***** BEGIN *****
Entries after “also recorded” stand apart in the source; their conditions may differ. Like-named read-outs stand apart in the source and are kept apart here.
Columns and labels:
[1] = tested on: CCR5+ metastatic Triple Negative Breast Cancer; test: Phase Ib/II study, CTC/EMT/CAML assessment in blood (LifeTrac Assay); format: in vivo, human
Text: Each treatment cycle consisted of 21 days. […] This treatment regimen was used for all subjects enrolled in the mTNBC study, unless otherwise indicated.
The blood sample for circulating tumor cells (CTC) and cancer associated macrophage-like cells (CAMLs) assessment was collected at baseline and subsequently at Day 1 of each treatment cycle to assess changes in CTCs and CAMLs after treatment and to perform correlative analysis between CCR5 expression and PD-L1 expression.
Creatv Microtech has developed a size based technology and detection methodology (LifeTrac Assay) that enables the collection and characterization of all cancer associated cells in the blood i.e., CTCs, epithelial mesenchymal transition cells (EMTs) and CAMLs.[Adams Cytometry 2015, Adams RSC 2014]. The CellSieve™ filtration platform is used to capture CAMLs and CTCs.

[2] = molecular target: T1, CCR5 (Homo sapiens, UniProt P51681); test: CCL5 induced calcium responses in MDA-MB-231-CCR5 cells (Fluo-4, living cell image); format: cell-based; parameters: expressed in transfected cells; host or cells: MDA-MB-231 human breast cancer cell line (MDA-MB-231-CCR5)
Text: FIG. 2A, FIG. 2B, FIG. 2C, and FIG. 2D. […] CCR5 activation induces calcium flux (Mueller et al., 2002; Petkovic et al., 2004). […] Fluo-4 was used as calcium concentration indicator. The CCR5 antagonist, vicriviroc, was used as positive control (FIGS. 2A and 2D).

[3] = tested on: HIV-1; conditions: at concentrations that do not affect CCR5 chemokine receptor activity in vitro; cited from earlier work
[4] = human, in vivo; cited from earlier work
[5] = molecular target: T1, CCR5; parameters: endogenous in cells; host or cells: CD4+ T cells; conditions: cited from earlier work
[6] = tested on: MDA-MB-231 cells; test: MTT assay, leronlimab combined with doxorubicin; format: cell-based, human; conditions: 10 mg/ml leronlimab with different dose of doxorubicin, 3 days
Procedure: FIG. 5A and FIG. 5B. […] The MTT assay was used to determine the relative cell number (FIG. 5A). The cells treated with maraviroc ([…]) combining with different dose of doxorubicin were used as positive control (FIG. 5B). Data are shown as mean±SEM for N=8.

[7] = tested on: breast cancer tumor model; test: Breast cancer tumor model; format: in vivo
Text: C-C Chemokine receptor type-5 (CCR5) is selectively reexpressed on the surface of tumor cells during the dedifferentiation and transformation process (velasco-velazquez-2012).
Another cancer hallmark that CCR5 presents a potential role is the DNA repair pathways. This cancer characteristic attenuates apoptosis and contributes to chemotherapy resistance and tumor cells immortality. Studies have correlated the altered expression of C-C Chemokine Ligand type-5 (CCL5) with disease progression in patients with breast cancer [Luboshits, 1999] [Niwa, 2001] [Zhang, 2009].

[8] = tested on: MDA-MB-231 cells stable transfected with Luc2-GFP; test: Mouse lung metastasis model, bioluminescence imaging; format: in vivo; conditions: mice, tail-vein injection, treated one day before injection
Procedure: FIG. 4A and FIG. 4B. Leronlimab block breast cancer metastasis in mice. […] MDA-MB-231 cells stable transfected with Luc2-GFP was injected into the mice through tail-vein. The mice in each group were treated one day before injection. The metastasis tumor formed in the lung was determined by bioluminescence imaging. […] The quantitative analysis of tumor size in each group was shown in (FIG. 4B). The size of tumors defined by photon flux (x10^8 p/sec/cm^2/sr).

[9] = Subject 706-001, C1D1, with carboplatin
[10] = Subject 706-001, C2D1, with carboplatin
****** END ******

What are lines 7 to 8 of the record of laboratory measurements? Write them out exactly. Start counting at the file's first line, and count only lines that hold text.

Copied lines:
[2] = molecular target: T1, CCR5 (Homo sapiens, UniProt P51681); test: CCL5 induced calcium responses in MDA-MB-231-CCR5 cells (Fluo-4, living cell image); format: cell-based; parameters: expressed in transfected cells; host or cells: MDA-MB-231 human breast cancer cell line (MDA-MB-231-CCR5)
Text: FIG. 2A, FIG. 2B, FIG. 2C, and FIG. 2D. […] CCR5 activation induces calcium flux (Mueller et al., 2002; Petkovic et al., 2004). […] Fluo-4 was used as calcium concentration indicator. The CCR5 antagonist, vicriviroc, was used as positive control (FIGS. 2A and 2D).